The Wizard of Boz

As I’m sure you know, ‘Boz’ was the original pen-name of none other than Charles Dickens.  We’ll get to Dickens in a moment, but first I want to consider the use and abuse of the word.  Now, one of the suggested careers open to me when I graduated with honours in English, was to go into advertising.  I thought about it for roughly a millisecond before deciding that was never going to fly.  I have never been attracted to advertising because advertising is manipulative.  Advertising debases language; advertising mangles and perverts words in order to make money.  And that is why I never wanted to go into it.

Some aspects of advertising, it has to be said, are fair enough.  It’s quite reasonable, if you have just invented or developed a new product or process, to want to tell people about it; to want to sell it and inform people of the reasons why they might want to buy it.  You want to explain its features proudly to your customers and tell them exactly what it can do for them.

True: but most advertising is not like that.  Mostly it goes straight for the jugular – or to be more accurate, the sexual organs – and simply suggests that if you buy this product you will be more attractive to the opposite sex – or richer, or both.  It manipulates the language in the service of marketing and that is not something I’m prepared to do as I consider words in some sense to be holy.  I know that may sound a little overblown, but I feel that in a very deep sense words are precious.  In the beginning was the wordso says the Bible – and whether or not you are a Christian or even a believer in God, that is a deeply significant idea.  And so it offends me when people debase words and use them to manipulate others.  This is not confined to advertising, of course; politicians do it – we’ve all probably done it at some point or other; in order to win an argument, perhaps, or to persuade someone to do something.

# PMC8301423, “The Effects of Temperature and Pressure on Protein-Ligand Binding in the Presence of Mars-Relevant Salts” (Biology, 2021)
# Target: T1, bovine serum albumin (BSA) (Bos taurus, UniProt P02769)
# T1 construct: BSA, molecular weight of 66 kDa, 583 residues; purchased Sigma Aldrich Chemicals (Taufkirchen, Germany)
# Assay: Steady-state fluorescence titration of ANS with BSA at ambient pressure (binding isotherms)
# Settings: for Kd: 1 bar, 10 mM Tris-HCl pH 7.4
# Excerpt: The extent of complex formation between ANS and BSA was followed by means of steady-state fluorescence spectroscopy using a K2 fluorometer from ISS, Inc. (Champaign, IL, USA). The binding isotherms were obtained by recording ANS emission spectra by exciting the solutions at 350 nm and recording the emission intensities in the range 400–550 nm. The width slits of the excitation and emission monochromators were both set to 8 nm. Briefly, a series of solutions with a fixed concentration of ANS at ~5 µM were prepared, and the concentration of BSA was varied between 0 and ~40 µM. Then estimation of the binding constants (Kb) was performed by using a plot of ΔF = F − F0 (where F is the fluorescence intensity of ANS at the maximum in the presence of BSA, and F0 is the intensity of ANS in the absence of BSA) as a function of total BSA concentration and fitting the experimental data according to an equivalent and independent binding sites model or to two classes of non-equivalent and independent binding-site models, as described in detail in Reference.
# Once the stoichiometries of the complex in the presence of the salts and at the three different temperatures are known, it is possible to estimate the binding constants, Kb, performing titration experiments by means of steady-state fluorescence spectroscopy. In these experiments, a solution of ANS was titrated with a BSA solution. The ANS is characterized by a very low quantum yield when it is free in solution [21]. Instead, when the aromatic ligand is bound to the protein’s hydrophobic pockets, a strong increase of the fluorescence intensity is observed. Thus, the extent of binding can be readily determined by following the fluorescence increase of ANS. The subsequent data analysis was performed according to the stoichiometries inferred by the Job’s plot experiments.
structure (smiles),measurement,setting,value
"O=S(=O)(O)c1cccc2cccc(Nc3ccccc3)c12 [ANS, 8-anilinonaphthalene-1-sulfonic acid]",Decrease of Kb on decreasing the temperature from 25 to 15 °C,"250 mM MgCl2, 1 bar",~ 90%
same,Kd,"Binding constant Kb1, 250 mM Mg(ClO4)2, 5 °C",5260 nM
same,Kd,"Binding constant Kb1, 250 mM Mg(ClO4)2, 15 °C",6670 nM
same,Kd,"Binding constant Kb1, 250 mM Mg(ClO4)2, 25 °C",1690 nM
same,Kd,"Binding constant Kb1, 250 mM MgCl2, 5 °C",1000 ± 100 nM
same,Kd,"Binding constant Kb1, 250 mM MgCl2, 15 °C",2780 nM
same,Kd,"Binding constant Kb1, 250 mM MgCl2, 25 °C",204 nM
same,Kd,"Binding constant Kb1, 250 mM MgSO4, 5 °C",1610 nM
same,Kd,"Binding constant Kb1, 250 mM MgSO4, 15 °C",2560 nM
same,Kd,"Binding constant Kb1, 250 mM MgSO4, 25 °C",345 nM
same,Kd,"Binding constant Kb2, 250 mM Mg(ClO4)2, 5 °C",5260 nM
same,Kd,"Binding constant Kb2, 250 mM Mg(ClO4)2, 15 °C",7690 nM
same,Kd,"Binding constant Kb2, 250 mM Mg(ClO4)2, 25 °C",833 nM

But I can feel I’m lapsing into sermon mode, so I shall stop.  I was going to talk about Dickens today and his utterly repugnant behaviour towards his wife.  ‘How far should we judge writers on their behaviour?’ I was going to cry.  ‘Is congruence between writing and real life important?  Does it diminish a writer if he writes compassionately but was known to have been a total shit in real life?’ I was going to ask.

Not that Dickens was a total sh*t – in fact towards the poor he was exceptionally compassionate and the story is often told of a bunch of wild flowers placed anonymously on his grave when he died.  But it is a fact that sexually, like so many Victorians, he was an utter hypocrite and a beast to his wife.  ‘Should that matter?’

I was going to talk about all of that.

Oh, wait – look, I already have.

Kirk out


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